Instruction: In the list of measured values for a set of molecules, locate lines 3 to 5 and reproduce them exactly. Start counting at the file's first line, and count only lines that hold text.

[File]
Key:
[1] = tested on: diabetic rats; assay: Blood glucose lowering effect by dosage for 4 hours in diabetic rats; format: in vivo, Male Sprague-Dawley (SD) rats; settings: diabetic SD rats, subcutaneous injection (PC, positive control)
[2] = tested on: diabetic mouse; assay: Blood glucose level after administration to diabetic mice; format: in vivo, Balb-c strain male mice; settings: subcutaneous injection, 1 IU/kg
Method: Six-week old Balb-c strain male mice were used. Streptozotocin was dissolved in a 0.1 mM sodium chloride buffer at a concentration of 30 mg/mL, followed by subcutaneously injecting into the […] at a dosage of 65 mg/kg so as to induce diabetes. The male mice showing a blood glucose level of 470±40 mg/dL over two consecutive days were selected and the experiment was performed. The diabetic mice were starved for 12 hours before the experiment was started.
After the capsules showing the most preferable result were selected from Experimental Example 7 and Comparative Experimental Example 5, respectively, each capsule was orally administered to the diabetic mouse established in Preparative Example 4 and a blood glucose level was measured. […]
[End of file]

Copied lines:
[2] = tested on: diabetic mouse; assay: Blood glucose level after administration to diabetic mice; format: in vivo, Balb-c strain male mice; settings: subcutaneous injection, 1 IU/kg
Method: Six-week old Balb-c strain male mice were used. Streptozotocin was dissolved in a 0.1 mM sodium chloride buffer at a concentration of 30 mg/mL, followed by subcutaneously injecting into the […] at a dosage of 65 mg/kg so as to induce diabetes. The male mice showing a blood glucose level of 470±40 mg/dL over two consecutive days were selected and the experiment was performed. The diabetic mice were starved for 12 hours before the experiment was started.
After the capsules showing the most preferable result were selected from Experimental Example 7 and Comparative Experimental Example 5, respectively, each capsule was orally administered to the diabetic mouse established in Preparative Example 4 and a blood glucose level was measured. […]